‘It was always there’: German envoy Martin Schäfer remembers Shoah survivor Veronica Phillips

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Germany's ambassador to SA Martin Schäfer speaking to Holocaust survivor Veronica Phillips (Supplied)
Germany's ambassador to SA Martin Schäfer speaking to Holocaust survivor Veronica Phillips (Supplied)

Last week, Holocaust survivor Veronica Phillips passed on in Johannesburg at the age of 94. German Ambassador to South Africa, Martin Schäfer, remembers his friendship with Veronica.

My dear Veronica,

There is so much that I would have liked to share with you before you go.

Just a few days before your sudden and, despite your advanced age, so surprising and untimely death, we had arranged to meet again, after the second wave of the pandemic had subsided – the earliest possible moment when it seemed feasible to mitigate the remaining risk of a transmission, with my family and my little daughters you were so fond of.

I was shattered and devastated when, in the early hours of last Wednesday, Tali Nates from the Johannesburg Holocaust and Genocide Center let me know that that was not to be anymore.

Friendship and affection are strange things. They appear out of nowhere. Sometimes they subside with time; sometimes they grow and flourish, against all odds, in spite of the differences in age, faith and culture, and even when the horrors of history stand between us.

I still don't fully grasp why it was my family, my children and me, who could ever be so close to your big heart and become the target of your affection. Everybody who knew you will always remember your big heart. Indeed, so big that there was space for us, descendants of the perpetrators who brought incredible suffering into your world.

It was Germans, the people I represent in South Africa, who brought disaster and destruction to the peaceful life you lived with your family as an adolescent in Budapest, at the other end of the world, in another time.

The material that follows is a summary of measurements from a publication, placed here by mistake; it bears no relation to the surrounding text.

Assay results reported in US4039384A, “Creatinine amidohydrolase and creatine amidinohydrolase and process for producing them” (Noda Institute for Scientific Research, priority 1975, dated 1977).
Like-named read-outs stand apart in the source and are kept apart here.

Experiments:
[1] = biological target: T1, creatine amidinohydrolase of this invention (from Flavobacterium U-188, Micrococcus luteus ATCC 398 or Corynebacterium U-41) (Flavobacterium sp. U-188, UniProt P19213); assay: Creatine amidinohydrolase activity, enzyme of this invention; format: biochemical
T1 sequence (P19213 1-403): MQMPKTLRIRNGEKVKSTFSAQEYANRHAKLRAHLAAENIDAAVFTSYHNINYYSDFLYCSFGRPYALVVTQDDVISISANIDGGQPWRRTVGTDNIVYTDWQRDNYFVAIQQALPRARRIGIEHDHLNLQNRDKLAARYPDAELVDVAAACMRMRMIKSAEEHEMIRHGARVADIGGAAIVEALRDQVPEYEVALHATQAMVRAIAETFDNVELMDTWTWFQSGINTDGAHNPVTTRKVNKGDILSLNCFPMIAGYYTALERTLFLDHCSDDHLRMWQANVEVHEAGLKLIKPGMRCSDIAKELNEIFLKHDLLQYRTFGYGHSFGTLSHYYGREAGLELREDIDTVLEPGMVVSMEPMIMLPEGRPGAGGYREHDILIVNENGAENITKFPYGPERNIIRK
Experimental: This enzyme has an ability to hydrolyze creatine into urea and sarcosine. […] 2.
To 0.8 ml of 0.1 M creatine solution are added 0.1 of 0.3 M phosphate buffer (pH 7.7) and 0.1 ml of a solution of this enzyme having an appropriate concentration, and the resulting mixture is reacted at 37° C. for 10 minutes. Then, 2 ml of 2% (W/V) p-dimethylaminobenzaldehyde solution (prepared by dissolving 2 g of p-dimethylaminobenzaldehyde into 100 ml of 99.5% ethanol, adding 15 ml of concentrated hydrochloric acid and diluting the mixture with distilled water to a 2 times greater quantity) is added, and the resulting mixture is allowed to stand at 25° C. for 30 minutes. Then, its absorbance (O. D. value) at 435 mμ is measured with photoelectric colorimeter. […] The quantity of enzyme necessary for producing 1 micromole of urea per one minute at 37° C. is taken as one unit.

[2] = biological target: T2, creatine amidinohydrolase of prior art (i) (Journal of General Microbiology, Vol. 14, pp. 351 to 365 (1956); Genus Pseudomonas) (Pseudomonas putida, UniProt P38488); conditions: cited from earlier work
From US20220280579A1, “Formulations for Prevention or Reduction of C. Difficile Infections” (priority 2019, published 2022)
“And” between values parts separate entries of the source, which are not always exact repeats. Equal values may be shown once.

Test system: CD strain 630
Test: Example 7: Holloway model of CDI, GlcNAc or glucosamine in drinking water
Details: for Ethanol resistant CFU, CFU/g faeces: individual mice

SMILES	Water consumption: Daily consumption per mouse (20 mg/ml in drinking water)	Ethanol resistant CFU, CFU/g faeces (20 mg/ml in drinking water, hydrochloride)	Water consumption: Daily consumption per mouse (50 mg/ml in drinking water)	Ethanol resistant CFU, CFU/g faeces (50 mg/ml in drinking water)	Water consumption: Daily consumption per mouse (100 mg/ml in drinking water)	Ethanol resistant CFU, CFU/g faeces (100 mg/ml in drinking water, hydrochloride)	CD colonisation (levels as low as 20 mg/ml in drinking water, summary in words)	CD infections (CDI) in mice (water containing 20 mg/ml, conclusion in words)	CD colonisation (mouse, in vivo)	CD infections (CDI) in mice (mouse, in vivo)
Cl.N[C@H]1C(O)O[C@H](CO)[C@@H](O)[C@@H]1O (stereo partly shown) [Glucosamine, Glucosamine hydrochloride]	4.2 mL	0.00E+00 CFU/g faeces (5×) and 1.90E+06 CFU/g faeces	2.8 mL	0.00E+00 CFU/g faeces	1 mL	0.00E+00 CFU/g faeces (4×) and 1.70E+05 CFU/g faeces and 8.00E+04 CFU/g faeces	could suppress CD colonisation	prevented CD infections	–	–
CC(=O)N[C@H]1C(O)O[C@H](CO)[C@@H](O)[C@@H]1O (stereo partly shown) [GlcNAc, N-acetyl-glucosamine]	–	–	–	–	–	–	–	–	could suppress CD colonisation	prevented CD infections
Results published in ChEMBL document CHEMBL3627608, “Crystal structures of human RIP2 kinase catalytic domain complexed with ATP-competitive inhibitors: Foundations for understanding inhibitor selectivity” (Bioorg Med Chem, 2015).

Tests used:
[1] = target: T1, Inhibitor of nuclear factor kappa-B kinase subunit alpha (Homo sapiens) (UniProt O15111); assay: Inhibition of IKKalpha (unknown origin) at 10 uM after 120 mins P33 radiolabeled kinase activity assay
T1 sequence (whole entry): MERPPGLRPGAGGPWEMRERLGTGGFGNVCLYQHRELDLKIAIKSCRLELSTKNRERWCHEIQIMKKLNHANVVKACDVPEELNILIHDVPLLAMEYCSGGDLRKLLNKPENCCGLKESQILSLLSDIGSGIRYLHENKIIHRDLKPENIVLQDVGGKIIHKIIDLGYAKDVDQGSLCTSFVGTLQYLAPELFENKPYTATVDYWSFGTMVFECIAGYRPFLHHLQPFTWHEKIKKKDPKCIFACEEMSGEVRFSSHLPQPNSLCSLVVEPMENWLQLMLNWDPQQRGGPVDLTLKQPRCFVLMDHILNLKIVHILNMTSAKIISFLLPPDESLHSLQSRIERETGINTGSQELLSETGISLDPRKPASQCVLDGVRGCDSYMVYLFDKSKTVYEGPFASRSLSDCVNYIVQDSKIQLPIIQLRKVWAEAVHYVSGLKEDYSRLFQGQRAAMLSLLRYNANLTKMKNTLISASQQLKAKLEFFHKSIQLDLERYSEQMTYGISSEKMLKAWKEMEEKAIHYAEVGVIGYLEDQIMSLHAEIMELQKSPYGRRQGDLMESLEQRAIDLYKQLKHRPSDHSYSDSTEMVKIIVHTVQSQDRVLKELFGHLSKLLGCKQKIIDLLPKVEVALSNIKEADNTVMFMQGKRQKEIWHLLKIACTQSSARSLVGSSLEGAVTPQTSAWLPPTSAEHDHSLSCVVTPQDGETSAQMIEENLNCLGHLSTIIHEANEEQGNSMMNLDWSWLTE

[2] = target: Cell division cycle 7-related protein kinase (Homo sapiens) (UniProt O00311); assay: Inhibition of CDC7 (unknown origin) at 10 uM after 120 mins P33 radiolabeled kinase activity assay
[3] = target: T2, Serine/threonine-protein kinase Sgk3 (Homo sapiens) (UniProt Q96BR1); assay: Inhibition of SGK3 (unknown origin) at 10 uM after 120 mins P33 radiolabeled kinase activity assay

It was Germans who stoked the raging fires of anti-Semitism across Europe and set up Jewish ghettos for worse to come, also in Budapest. Germans deported you to the concentration camp in Ravensbrück, forced you to work as a slave labourer, treated you as if you were not a human, and forced you during the last days of the Nazi regime on a death march that nearly cost your life. You survived. So many others did not.

It was Germans who mistreated, tortured and butchered so many members of your family.

It was my mother tongue, the language of Goethe and Schiller, of Beethoven and Bach, you knew so well that was used to shout the abuses, to give the orders destined to humiliate you and rob you of your dignity.

It was the end of civilization, the end of humanity and of all decency.

Haunted dreams

I wish I could feel with my own senses the angst, the pain and sorrow, the fear and anger that you must have felt, under the boot of your German oppressors, and that might have haunted you in your dreams until now, without ever letting me know. I cannot. Nobody can because it is beyond the imaginable.

All that, the horrors that you went through, for so very long, you kept for yourself, buried deep down in your heart, but you did not forget - because such pain and suffering cannot be forgotten.

In a beautiful movie, just a few years ago, you told your story of fear and sorrow, misery and horror. It is also a story of strength, of endurance, of your wish, with all your courageous heart, to survive and to live, to be able to laugh again and to have your own family.

Indeed, I want to believe, you liberated yourself from the shackles of the horrors you went through.